Draft Disability Assistance for Older People (Scotland) Regulations 2024: Draft Island Communities Impact Assessment

A draft Island Communities Impact Assessment (ICIA) considering the draft Disability Assistance for Older People (Scotland) Regulations 2024 in relation to their impacts on people living in the Islands under Section 8 of the Islands (Scotland) Act 2018.

Connectivity and Accessibility

62. Alongside the areas identified by Citizens Advice Scotland, research briefings from 2017 for the Islands (Scotland) Bill suggest that residents of islands rely on ferry crossings and air travel to reach the mainland and larger islands to access key services such as secondary and higher education, care, and medical services.[25]

63. In 2011, the proportion of island households with at least one car or van available was 79%, compared with just over two-thirds (69%) nationally.[26]

64. In rural remote areas and island communities, disabled people face a lack of access to opportunities that are more readily and frequently available to those on the mainland or in urban areas. Furthermore, a lack of accessibility to employment, education and leisure opportunities can be made more difficult for someone with a physical condition, especially when transport options are limited.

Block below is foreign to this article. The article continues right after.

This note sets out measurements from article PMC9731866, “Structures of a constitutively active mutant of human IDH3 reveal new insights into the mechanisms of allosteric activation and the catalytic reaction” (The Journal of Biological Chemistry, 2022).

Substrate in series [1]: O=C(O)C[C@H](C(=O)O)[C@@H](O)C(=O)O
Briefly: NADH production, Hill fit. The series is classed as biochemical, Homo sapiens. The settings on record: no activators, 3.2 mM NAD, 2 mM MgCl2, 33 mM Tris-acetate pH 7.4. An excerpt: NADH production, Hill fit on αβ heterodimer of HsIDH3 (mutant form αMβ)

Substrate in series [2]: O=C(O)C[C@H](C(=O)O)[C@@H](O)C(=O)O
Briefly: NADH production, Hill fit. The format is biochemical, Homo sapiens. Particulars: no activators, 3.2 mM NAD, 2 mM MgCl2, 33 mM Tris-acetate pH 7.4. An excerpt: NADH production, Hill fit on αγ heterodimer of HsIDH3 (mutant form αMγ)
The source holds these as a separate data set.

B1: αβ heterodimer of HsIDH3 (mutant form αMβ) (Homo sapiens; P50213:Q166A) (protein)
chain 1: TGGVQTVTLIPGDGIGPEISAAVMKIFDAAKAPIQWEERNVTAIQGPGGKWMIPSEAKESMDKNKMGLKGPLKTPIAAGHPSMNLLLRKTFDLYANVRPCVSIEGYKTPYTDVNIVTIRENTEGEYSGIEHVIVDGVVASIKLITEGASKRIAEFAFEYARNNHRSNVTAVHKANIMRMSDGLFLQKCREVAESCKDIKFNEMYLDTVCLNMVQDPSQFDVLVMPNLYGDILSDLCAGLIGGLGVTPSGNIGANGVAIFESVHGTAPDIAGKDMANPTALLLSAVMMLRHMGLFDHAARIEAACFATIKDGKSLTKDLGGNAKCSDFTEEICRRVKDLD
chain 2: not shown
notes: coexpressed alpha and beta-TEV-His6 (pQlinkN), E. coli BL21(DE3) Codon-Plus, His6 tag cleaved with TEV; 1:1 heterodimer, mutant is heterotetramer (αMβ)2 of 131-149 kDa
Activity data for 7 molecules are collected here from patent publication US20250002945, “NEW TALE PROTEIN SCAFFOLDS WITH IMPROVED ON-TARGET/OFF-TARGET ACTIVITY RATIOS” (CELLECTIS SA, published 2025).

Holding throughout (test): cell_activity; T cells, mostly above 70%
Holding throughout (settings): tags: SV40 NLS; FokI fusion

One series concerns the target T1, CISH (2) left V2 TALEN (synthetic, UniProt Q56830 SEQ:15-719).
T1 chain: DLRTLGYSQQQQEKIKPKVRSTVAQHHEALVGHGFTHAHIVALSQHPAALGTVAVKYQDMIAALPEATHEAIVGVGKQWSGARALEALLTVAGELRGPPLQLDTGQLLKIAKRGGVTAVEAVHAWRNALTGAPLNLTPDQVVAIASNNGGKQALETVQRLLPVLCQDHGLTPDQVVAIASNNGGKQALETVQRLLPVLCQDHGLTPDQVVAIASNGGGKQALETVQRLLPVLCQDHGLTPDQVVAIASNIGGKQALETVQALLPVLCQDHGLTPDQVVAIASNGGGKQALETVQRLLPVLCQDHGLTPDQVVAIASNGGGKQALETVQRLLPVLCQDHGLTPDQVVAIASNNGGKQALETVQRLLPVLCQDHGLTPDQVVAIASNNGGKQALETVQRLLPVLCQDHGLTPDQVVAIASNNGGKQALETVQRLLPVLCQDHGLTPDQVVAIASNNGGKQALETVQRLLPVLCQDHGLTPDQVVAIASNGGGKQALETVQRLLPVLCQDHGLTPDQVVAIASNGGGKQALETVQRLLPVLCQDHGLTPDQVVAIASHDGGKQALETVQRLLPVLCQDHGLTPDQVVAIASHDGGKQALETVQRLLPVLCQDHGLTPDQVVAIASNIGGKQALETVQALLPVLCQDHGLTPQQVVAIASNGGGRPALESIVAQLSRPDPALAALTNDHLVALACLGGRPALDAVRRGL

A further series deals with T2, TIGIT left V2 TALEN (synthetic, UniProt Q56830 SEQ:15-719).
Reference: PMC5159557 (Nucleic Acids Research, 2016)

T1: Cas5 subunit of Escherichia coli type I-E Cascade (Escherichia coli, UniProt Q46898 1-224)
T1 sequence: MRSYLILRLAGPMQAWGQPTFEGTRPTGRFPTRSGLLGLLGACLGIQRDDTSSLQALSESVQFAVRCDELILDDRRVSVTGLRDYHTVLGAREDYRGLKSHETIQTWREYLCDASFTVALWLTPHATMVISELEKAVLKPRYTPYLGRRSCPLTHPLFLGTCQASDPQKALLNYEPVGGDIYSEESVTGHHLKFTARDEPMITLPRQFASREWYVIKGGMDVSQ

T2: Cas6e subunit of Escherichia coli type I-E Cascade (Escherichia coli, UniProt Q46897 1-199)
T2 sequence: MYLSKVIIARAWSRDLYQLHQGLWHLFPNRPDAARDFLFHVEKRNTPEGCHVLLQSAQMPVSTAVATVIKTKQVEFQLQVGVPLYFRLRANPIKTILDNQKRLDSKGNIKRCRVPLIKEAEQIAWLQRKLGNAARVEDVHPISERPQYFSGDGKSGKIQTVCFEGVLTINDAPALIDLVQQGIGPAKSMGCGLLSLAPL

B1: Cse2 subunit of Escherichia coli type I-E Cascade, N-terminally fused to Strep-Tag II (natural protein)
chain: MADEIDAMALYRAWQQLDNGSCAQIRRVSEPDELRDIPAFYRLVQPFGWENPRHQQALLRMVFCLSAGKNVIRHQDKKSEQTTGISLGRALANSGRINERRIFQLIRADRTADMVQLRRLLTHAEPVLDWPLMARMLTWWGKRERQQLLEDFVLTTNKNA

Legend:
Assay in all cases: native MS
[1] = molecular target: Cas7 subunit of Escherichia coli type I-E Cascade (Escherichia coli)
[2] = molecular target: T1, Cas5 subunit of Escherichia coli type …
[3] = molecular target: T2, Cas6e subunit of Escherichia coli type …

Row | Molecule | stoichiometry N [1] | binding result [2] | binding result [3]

65. Bus services in remote and island communities can be unreliable and are often community run. Even where buses are available, they often run rarely and timetables do not always meet the needs of people living in the community. Furthermore, if there is already someone with a wheelchair or pram on the bus it is not always possible for a wheelchair user to board.

66. Not all islands are served by buses and there are not always taxis available. It is known that disabled people on islands rely heavily on neighbours, friends and families driving them as a primary means of transport.

67. The needs of wheelchair users can be different in island and rural communities than the needs of wheelchair users in an urban environment due to more challenging terrain.

68. Research undertaken by the Scottish Government and by stakeholders in 2020 have found that a lack of connectivity in rural or remote communities has been compounded by the impacts of the COVID-19 pandemic.[27] An absence of good quality internet connection can significantly impact on an individual’s ability to socialise and partake in cultural activities, particularly where people already have difficulty taking part in activities as a result of a disability or health condition.

69. The Scottish Government is working to address some of these issues through Social Security Scotland’s Local Delivery staff sharing locations with other services so that they are based where people currently go, to ensure that individuals can access advice and support in existing island locations.

70. Social Security Scotland will offer a multi-channel approach, including telephone, paper-based and face-to-face applications to ensure that people are not isolated through a lack of access to technology.

71. Social Security Scotland will also support individuals to gather supporting information. This includes, if authorised by the individual, gathering supporting information on their behalf if they do not have this to hand. For individuals living in rural or island communities, this may be of particular benefit as it may be difficult for residents to gather supporting information from a professional given the remoteness and lack of connectivity.


Email: Joseph.Scullion@gov.scot

Back to top